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The one thing that keeps me going is that people keep dying, and people keep being disabled, and survivors keep having to grieve. Whole communities continue to suffer psychological and economic damage. The problem is not going away.

Garen J. Wintemute,
Professor of Emergency Medicine and Director of the Violence Prevention Research Program,
University of California, Davis

(photo courtesy of the Regents of the University of California)

Wintemute’s research helped bring about a ban in California on cheap handguns called “Saturday night specials.”

October 2015

For 20 Years, Research Has Fueled Cal Wellness’ Public Health Approach to Violence

Emergency room doctors and nurses will tell you that violence takes an incredible toll on the public’s health. The California Wellness Foundation knew this in 1993 and continues to place a priority on violence prevention as a cornerstone of health and wellness. And, as with any threat to public health, continual research is key to understanding what needs to be done to stem the tide of trauma caused by violence. Garen J. Wintemute, a professor of emergency medicine and the director of the Violence Prevention Research Program (VPRP) at the School of Medicine, University of California, Davis, has been doing work funded by The California Wellness Foundation for many years.

A Humanitarian CrisisOne of the first results of funding under Cal Wellness’ Violence Prevention Initiative was a 1994 report authored by Wintemute titled “Ring of Fire: The Handgun Makers of Southern California.” The report identified six gun manufacturers encircling Los Angeles that produced nearly 686,000 so-called “Saturday night specials” in 1992 and manufactured a third of all handguns made in the United States. Those cheaply made handguns were disproportionately involved in crimes. The study was used by California cities to outlaw Saturday night specials.

“It was one of our greatest accomplishments,” Wintemute said. “Those local laws eventually created an opportunity and a mandate for laws at the state level. California banned the production of those guns, and those manufacturers chose not to relocate. As a result, there are very few of those guns produced now, and that is a good thing.”

As a professor of medicine, Wintemute clearly sees the connection between violence and health. “Gun violence, like infectious and chronic diseases, is a product of the environment,” he said. “A public health approach identifies which part of the environment is causing the illness and changes or eliminates the source of the illness. This is the work we do.”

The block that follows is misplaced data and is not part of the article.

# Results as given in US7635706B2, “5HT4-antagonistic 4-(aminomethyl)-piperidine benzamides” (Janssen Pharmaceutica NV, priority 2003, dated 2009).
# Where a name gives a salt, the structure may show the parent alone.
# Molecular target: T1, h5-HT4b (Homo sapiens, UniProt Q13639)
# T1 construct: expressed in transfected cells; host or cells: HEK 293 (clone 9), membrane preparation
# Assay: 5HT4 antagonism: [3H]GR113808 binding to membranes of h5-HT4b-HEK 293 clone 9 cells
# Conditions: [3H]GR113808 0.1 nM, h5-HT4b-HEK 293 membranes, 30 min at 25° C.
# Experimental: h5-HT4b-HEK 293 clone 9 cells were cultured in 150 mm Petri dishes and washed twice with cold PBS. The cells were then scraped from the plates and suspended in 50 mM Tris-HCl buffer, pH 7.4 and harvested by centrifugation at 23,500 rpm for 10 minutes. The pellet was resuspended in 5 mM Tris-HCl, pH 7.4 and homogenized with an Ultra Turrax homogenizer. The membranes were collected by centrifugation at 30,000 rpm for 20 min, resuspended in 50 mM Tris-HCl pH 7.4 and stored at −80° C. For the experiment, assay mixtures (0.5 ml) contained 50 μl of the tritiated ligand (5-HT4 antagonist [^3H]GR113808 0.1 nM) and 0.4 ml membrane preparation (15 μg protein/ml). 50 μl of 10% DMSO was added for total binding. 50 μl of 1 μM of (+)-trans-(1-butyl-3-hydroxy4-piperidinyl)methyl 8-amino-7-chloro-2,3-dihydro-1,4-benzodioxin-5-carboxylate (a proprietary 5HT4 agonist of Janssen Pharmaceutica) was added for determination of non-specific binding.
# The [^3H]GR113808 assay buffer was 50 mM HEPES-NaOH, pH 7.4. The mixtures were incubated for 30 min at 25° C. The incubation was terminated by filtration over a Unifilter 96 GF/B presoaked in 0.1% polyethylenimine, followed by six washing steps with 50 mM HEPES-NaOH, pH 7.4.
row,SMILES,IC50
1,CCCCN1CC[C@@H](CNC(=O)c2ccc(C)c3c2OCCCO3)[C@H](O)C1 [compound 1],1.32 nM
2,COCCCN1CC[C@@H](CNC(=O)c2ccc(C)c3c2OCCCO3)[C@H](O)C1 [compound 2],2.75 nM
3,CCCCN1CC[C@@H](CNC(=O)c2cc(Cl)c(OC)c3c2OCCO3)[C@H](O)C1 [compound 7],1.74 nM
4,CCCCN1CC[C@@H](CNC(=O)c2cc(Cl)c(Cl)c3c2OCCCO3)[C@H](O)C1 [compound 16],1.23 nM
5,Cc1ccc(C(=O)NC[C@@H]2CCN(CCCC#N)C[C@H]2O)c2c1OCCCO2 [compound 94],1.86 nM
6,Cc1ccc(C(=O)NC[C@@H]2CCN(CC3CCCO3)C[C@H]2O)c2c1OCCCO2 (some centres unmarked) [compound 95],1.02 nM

A more recent focus of VPRP’s work is the regulation of the purchase and possession of firearms based on past repeated history of alcohol abuse. Related legislation was adopted by the California Legislature but vetoed by the governor citing lack of evidence. Wintemute is up to the challenge. “In the next year or two, a body of new evidence will be made available. In fact, we have just published a recent article on alcohol and firearm violence, and my contribution to the article was supported by Cal Wellness.” His research team also completed a study on stray-bullet injuries, which was partially supported by Cal Wellness.

Wintemute credits Cal Wellness’ core operating support for allowing his program to expand its capacity and leverage. VPRP has hired one new faculty member, an internationally known epidemiologist who works on the social determinants of health, and is recruiting another. “Cal Wellness’ core operating support allows us the freedom to respond to opportunities as they arise. That flexibility is very important when trying to make change,” he said. “Not only does Cal Wellness support our research, but the grants help to support the infrastructure that makes our research possible. We are making progress on providing research that leads to gun violence prevention legislation.”

Under the Advancing Wellness grantmaking program, Cal Wellness continues its commitment to gun violence prevention within the Promoting Safe and Healthy Neighborhoods grantmaking area. And, since the Centers for Disease Control and Prevention is conducting limited gun violence research at this time because Congress continues to block dedicated funding, Cal Wellness’ support has become even more vital to the completion of research that can lead to effective policies and programs to prevent gun violence.

Visit Cal Wellness’ 20-Plus Years Preventing Violence page to read more about research, best practices and lessoned learned about what works in violence prevention, including resources from grantees, news and various Cal Wellness publications.

Related Twitter Hashtags: #AdvancingWellness #CommunitiesofColor #EndGunViolence #Grantmaking #GunViolence #GunViolencePrevention #Nonprofits #Philanthropy #PublicHealth #SafeNeighborhoods #SDOH #SocialDeterminants #StopGunViolence #ViolencePrevention


More On Garen Wintemute

VPRP Publications: Garen Wintemute
UC Davis Health System

Death Threats, Harassment, Intimidation: The Occupational Hazards of Being a Gun Violence Researcher
The Trace, November 10, 2015

Gun Myths Die Hard
Slate
, October 27, 2015

Video – Garen Wintemute
UC Davis Development & Alumni Relations, February 18, 2015

Video – Firearm Violence and Its Prevention: From Scientific Evidence to Effective Policy
CalChannel, January 27, 2015

Meet the Doctor Who Gave $1 Million of His Own Money to Keep His Gun Research Going
Pacific Standard, April 28, 2014

Firearms Research: The Gun Fighter
Nature, April 24, 2013

Hot Guns: Interview with Garen Wintemute
“Frontline,” PBS, June 3, 1997

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